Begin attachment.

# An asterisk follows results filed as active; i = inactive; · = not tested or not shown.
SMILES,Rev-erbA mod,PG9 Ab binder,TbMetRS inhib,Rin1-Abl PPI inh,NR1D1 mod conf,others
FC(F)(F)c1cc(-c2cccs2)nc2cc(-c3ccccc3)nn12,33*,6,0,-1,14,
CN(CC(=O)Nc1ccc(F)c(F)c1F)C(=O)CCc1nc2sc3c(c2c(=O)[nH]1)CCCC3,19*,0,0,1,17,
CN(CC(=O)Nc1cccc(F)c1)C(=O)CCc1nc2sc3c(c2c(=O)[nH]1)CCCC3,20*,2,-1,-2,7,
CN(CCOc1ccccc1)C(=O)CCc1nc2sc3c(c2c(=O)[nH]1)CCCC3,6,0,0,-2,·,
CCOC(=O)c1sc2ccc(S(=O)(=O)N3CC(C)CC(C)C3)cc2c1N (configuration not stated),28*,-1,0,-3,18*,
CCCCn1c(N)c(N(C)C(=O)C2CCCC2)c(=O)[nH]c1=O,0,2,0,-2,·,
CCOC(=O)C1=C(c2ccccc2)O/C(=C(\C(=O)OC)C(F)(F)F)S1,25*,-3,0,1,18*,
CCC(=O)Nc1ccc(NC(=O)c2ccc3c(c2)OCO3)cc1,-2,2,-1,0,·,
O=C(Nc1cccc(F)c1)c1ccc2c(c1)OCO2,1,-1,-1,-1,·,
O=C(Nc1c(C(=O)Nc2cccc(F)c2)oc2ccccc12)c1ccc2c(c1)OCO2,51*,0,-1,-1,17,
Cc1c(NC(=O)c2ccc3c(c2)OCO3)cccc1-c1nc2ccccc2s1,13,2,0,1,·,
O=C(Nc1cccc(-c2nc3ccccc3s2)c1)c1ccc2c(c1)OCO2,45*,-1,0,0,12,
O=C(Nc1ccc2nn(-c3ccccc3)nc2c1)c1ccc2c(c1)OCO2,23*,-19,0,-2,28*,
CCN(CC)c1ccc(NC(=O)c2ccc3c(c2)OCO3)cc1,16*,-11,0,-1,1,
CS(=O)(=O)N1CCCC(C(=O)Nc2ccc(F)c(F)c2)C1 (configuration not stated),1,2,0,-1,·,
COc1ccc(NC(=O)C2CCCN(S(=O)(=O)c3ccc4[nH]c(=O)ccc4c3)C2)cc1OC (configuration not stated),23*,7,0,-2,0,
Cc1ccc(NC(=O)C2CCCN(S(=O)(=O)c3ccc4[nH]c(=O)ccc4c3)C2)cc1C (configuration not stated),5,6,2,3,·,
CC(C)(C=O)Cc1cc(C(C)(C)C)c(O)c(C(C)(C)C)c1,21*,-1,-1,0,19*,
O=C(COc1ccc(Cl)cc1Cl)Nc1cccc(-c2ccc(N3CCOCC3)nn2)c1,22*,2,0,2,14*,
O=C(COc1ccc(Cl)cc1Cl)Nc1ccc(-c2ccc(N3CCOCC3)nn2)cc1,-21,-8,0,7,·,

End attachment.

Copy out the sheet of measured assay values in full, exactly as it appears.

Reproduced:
# An asterisk follows results filed as active; i = inactive; · = not tested or not shown.
SMILES,Rev-erbA mod,PG9 Ab binder,TbMetRS inhib,Rin1-Abl PPI inh,NR1D1 mod conf,others
FC(F)(F)c1cc(-c2cccs2)nc2cc(-c3ccccc3)nn12,33*,6,0,-1,14,
CN(CC(=O)Nc1ccc(F)c(F)c1F)C(=O)CCc1nc2sc3c(c2c(=O)[nH]1)CCCC3,19*,0,0,1,17,
CN(CC(=O)Nc1cccc(F)c1)C(=O)CCc1nc2sc3c(c2c(=O)[nH]1)CCCC3,20*,2,-1,-2,7,
CN(CCOc1ccccc1)C(=O)CCc1nc2sc3c(c2c(=O)[nH]1)CCCC3,6,0,0,-2,·,
CCOC(=O)c1sc2ccc(S(=O)(=O)N3CC(C)CC(C)C3)cc2c1N (configuration not stated),28*,-1,0,-3,18*,
CCCCn1c(N)c(N(C)C(=O)C2CCCC2)c(=O)[nH]c1=O,0,2,0,-2,·,
CCOC(=O)C1=C(c2ccccc2)O/C(=C(\C(=O)OC)C(F)(F)F)S1,25*,-3,0,1,18*,
CCC(=O)Nc1ccc(NC(=O)c2ccc3c(c2)OCO3)cc1,-2,2,-1,0,·,
O=C(Nc1cccc(F)c1)c1ccc2c(c1)OCO2,1,-1,-1,-1,·,
O=C(Nc1c(C(=O)Nc2cccc(F)c2)oc2ccccc12)c1ccc2c(c1)OCO2,51*,0,-1,-1,17,
Cc1c(NC(=O)c2ccc3c(c2)OCO3)cccc1-c1nc2ccccc2s1,13,2,0,1,·,
O=C(Nc1cccc(-c2nc3ccccc3s2)c1)c1ccc2c(c1)OCO2,45*,-1,0,0,12,
O=C(Nc1ccc2nn(-c3ccccc3)nc2c1)c1ccc2c(c1)OCO2,23*,-19,0,-2,28*,
CCN(CC)c1ccc(NC(=O)c2ccc3c(c2)OCO3)cc1,16*,-11,0,-1,1,
CS(=O)(=O)N1CCCC(C(=O)Nc2ccc(F)c(F)c2)C1 (configuration not stated),1,2,0,-1,·,
COc1ccc(NC(=O)C2CCCN(S(=O)(=O)c3ccc4[nH]c(=O)ccc4c3)C2)cc1OC (configuration not stated),23*,7,0,-2,0,
Cc1ccc(NC(=O)C2CCCN(S(=O)(=O)c3ccc4[nH]c(=O)ccc4c3)C2)cc1C (configuration not stated),5,6,2,3,·,
CC(C)(C=O)Cc1cc(C(C)(C)C)c(O)c(C(C)(C)C)c1,21*,-1,-1,0,19*,
O=C(COc1ccc(Cl)cc1Cl)Nc1cccc(-c2ccc(N3CCOCC3)nn2)c1,22*,2,0,2,14*,
O=C(COc1ccc(Cl)cc1Cl)Nc1ccc(-c2ccc(N3CCOCC3)nn2)cc1,-21,-8,0,7,·,